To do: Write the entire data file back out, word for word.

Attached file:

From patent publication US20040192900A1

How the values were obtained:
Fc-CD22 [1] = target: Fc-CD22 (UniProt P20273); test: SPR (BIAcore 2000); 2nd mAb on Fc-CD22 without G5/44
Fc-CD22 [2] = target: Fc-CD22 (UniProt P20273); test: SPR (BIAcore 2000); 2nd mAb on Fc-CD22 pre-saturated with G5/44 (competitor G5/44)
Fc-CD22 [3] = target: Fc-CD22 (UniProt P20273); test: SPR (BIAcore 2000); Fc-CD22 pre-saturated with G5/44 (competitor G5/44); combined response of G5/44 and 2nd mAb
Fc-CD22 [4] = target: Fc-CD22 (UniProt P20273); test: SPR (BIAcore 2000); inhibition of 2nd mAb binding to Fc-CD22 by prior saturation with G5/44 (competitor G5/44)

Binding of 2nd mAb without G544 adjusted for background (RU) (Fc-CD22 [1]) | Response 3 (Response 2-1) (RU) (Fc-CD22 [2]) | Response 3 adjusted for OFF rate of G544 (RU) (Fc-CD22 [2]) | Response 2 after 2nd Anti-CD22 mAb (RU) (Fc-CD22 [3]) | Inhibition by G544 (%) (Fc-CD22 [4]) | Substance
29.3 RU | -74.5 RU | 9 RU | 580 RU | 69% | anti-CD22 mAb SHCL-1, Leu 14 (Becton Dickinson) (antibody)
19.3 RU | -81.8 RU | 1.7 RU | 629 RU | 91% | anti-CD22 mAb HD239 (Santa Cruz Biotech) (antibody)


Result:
From patent publication US20040192900A1

How the values were obtained:
Fc-CD22 [1] = target: Fc-CD22 (UniProt P20273); test: SPR (BIAcore 2000); 2nd mAb on Fc-CD22 without G5/44
Fc-CD22 [2] = target: Fc-CD22 (UniProt P20273); test: SPR (BIAcore 2000); 2nd mAb on Fc-CD22 pre-saturated with G5/44 (competitor G5/44)
Fc-CD22 [3] = target: Fc-CD22 (UniProt P20273); test: SPR (BIAcore 2000); Fc-CD22 pre-saturated with G5/44 (competitor G5/44); combined response of G5/44 and 2nd mAb
Fc-CD22 [4] = target: Fc-CD22 (UniProt P20273); test: SPR (BIAcore 2000); inhibition of 2nd mAb binding to Fc-CD22 by prior saturation with G5/44 (competitor G5/44)

Binding of 2nd mAb without G544 adjusted for background (RU) (Fc-CD22 [1]) | Response 3 (Response 2-1) (RU) (Fc-CD22 [2]) | Response 3 adjusted for OFF rate of G544 (RU) (Fc-CD22 [2]) | Response 2 after 2nd Anti-CD22 mAb (RU) (Fc-CD22 [3]) | Inhibition by G544 (%) (Fc-CD22 [4]) | Substance
29.3 RU | -74.5 RU | 9 RU | 580 RU | 69% | anti-CD22 mAb SHCL-1, Leu 14 (Becton Dickinson) (antibody)
19.3 RU | -81.8 RU | 1.7 RU | 629 RU | 91% | anti-CD22 mAb HD239 (Santa Cruz Biotech) (antibody)